“It will bring some small comfort to their families, friends and to the communities where Colin and Julie lived that James Allen has now been convicted of their murders. I would like to pay tribute to all those friends and family of the victims who have had to endure a full trial due to Allen’s refusal to admit his guilt. Their courage and dignity is an inspiration.

“Throughout the investigation, during his interviews and even in the court setting, Allen has acted with arrogant disregard for his victims and for the legal process; he has yet to show any remorse and he has made no attempt to account for his terrible actions when he murdered Colin and Julie.

“James Allen is an extremely dangerous, violent individual. He now faces what will be a substantial time in jail in order that he can be punished for those awful crimes and to ensure that the public can be protected.”

Family statement

Statement from Dawn and George Kibble, Julie’s sister and brother-in-law on behalf of Julie’s family:

“Julie meant the world to us and we are still struggling to come to terms with what happened to her on that awful day.

“On hearing the evidence of how Julie died, we consider this was an act carried out in a way that was cruel, wicked and so totally unnecessary. It causes the family great pain and anguish thinking of what Julie went through in the moments leading to her death.

“We would like to thank North Yorkshire Police and Cleveland Police for their time and commitment in compiling the case that has brought the person responsible to Justice.

“We would also like to thank the Police officer who recognised James Allen and arrested him in Leeds , but in particular our Police Family Liaison Officers, TC Mark Hutchings and DC Jezz Pratt who were with us throughout this whole ordeal.

“The only frustrating thing to arise from the verdict is the future cost to the public purse in keeping Allen for the duration of his sentence.

Background

Whitby chronology

Julie Davison had started a new life back in Whitby in the Spring of 2011. She had moved back to her hometown after living in Preston, Lancashire, after the break up of her marriage. She is the mother of a 28-year-old son who lives in Preston.

Julie had a history of epilepsy and whilst not in paid employment, was active in the local community and carried out a lot of voluntary work. On the evening of Monday 23 April 2012 she had attended the weekly training session with the local St John Ambulance, where she had been presented with a certificate for her commitment.

On Tuesday 24 April, Julie had spent much of the day with her sister Dawn and brother in law George Kibble who live in Whitby. They dropped her off home at around 5.50pm. That was the last time they saw her.

Julie went out on the evening of that Tuesday to the Rifle club, a short walk away where she won at Bingo. She met her friend there, Nigel Bradder, and he accompanied Julie back to her flat that evening where he stayed the night. Their relationship was one of friendship.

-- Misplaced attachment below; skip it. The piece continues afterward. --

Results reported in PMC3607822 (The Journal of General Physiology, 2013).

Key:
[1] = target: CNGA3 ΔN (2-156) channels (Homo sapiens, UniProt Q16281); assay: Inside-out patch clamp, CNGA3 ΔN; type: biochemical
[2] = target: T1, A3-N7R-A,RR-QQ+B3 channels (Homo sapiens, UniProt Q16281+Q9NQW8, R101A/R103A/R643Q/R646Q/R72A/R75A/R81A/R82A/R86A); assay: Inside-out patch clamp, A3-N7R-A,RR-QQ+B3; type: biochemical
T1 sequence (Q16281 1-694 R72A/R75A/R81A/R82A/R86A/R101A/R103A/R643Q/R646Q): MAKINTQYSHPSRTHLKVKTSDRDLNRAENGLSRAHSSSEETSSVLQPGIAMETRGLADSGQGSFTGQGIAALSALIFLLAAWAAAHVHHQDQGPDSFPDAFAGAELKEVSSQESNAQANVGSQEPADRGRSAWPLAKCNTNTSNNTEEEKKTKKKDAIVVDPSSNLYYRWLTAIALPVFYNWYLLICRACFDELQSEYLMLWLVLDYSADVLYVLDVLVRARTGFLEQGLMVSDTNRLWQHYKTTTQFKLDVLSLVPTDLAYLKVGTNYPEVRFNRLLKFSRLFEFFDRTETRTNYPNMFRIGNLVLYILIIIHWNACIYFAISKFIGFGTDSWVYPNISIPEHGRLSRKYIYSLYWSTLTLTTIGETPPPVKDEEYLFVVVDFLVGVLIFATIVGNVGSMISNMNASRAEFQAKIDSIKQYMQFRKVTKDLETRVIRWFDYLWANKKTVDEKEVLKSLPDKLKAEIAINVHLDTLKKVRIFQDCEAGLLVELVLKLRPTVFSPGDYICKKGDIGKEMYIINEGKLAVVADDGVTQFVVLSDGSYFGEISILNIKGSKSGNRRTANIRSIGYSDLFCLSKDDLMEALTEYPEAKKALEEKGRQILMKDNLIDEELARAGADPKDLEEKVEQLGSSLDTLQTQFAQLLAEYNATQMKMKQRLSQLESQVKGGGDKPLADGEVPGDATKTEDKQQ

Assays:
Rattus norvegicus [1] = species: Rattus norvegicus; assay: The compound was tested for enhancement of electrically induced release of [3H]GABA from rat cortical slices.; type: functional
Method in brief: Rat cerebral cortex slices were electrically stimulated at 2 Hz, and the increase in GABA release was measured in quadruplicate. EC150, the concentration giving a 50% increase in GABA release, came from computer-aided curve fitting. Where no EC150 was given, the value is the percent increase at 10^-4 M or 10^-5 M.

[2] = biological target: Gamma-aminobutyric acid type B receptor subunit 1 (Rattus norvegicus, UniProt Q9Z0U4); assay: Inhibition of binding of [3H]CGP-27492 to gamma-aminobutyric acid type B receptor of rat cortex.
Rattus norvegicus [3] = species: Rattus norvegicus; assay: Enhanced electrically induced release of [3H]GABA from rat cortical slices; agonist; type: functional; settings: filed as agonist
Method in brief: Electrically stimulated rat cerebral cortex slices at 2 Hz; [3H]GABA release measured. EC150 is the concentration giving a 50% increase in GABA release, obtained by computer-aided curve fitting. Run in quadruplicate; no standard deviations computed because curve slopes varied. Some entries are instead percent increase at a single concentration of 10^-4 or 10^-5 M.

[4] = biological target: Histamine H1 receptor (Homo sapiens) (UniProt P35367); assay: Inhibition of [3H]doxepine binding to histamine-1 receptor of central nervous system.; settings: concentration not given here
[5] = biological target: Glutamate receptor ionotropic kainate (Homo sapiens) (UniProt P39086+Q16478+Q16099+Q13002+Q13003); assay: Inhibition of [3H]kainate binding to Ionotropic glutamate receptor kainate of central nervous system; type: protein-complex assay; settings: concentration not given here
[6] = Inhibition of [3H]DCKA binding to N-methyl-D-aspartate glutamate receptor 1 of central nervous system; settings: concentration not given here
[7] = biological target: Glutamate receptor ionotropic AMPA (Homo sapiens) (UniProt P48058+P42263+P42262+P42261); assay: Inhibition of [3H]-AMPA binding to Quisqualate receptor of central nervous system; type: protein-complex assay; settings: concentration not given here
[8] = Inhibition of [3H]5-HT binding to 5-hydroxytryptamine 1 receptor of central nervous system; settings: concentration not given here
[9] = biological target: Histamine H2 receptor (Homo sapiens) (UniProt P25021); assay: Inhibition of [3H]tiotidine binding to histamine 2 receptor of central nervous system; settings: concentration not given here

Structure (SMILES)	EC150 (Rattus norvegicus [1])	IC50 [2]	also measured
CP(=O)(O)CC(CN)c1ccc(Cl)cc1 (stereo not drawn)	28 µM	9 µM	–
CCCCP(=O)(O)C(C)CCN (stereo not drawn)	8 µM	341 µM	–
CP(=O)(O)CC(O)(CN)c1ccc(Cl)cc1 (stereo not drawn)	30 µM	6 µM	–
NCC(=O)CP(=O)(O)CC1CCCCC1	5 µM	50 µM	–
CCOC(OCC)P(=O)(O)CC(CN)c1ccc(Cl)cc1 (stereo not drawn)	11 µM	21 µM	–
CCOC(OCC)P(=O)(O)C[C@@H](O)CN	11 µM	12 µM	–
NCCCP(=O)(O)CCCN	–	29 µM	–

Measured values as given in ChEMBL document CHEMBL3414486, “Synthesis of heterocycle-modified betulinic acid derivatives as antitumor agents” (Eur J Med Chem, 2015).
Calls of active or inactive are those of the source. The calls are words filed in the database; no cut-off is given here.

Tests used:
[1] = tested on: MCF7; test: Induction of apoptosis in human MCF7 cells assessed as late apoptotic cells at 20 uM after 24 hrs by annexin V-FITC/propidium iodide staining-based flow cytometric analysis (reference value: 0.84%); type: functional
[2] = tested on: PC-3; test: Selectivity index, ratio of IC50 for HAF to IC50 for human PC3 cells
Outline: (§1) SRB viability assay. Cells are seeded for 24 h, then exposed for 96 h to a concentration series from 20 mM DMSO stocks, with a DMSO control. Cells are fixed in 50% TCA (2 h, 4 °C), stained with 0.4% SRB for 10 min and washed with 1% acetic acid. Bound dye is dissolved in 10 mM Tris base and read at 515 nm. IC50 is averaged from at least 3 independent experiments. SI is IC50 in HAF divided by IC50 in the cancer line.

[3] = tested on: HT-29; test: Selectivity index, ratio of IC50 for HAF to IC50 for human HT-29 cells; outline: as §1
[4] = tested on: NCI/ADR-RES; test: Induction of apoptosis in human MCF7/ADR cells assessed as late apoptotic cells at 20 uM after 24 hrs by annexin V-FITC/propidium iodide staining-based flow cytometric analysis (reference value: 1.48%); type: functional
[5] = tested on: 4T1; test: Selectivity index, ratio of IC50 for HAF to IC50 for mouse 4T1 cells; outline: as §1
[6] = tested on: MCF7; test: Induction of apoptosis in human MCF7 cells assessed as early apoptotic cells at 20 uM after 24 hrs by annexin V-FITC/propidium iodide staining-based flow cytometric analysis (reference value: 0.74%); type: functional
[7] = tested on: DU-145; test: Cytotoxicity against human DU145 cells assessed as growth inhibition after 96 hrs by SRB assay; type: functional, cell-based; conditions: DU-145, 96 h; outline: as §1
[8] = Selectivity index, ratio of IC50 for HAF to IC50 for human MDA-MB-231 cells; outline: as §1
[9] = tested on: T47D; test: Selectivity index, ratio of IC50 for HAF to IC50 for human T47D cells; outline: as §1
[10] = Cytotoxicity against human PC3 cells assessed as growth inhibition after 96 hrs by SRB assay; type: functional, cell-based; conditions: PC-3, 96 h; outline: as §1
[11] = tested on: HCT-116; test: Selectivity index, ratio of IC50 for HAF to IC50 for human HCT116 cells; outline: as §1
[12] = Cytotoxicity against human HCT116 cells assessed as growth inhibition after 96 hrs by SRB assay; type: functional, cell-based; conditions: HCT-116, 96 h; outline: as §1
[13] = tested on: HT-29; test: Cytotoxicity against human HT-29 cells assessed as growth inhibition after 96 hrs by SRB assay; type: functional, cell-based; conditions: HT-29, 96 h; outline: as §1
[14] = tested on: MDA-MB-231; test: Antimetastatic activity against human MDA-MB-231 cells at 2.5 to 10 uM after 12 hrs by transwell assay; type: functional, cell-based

Nigel Bradder left Julie’s home around 6.45am on the morning of Wednesday 25 April and passed a man on the steps to the flat who was smoking a cigarette. This was James Allen.

James Allen, the police inquiry established, arrived in Whitby in the middle of the afternoon of Monday 23 April. He had cycled from Middlesbrough and arrived at the Victoria Garden Centre where he bought a cup of coffee. He spent much of the afternoon in the town before cycling down to Scarborough that evening. We have not established where he spent that night.

On 24 April, Allen visited the Cash Generator shop in Scarborough where he sold a ring which the police recovered. He got £20 for this, despite not having traced the owner of this ring, we do believe it was stolen by him by one means or another. He returned on his cycle to Whitby where he spent much of that afternoon and evening visiting local bed and breakfasts, youth hostel and food outlets, seeking accommodation or food. It was apparent he was without money, and almost begging for public sympathy and a free bed by referring to an injured foot. Witnesses spoke of seeing what looked like dried blood on his foot, but upon arrest later that weekend he bore no signs of recent injury.

Allen continued to come to the notice of local people through the night. Significantly the witness Brian Wilson has spoken of how upon returning home at around 1am on the morning of 25 April, he saw Allen in the communal hall way of 6 Church Square, with his bike. Wilson managed to usher him outside, and he walked up to his first floor flat, on the floor above Julie.

Around 4.50am the witness Sasha Moore came home from a night out and entered 6 Church Square. She walked up the flights of stairs and came across Allen sat half way up the stairs. She jumped at seeing the strange man but got past him, went into her flat and went to sleep.